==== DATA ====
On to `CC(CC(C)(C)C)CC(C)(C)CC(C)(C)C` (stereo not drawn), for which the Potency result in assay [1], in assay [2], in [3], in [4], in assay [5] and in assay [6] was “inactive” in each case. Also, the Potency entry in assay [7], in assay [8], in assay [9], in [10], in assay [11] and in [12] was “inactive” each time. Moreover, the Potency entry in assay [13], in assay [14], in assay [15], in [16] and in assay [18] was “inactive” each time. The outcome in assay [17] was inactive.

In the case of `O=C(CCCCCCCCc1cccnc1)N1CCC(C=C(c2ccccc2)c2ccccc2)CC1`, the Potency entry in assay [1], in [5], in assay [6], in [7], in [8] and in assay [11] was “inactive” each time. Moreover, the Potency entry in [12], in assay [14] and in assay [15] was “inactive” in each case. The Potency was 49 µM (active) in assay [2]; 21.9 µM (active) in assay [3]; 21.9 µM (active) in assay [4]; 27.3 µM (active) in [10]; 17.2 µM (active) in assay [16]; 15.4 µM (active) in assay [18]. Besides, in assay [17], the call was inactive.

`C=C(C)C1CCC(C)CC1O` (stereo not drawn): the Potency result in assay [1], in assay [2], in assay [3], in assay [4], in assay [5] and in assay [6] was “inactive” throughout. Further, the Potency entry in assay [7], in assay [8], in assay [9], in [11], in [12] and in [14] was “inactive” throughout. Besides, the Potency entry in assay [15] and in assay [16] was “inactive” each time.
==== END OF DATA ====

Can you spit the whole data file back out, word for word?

On to `CC(CC(C)(C)C)CC(C)(C)CC(C)(C)C` (stereo not drawn), for which the Potency result in assay [1], in assay [2], in [3], in [4], in assay [5] and in assay [6] was “inactive” in each case. Also, the Potency entry in assay [7], in assay [8], in assay [9], in [10], in assay [11] and in [12] was “inactive” each time. Moreover, the Potency entry in assay [13], in assay [14], in assay [15], in [16] and in assay [18] was “inactive” each time. The outcome in assay [17] was inactive.

In the case of `O=C(CCCCCCCCc1cccnc1)N1CCC(C=C(c2ccccc2)c2ccccc2)CC1`, the Potency entry in assay [1], in [5], in assay [6], in [7], in [8] and in assay [11] was “inactive” each time. Moreover, the Potency entry in [12], in assay [14] and in assay [15] was “inactive” in each case. The Potency was 49 µM (active) in assay [2]; 21.9 µM (active) in assay [3]; 21.9 µM (active) in assay [4]; 27.3 µM (active) in [10]; 17.2 µM (active) in assay [16]; 15.4 µM (active) in assay [18]. Besides, in assay [17], the call was inactive.

`C=C(C)C1CCC(C)CC1O` (stereo not drawn): the Potency result in assay [1], in assay [2], in assay [3], in assay [4], in assay [5] and in assay [6] was “inactive” throughout. Further, the Potency entry in assay [7], in assay [8], in assay [9], in [11], in [12] and in [14] was “inactive” throughout. Besides, the Potency entry in assay [15] and in assay [16] was “inactive” each time.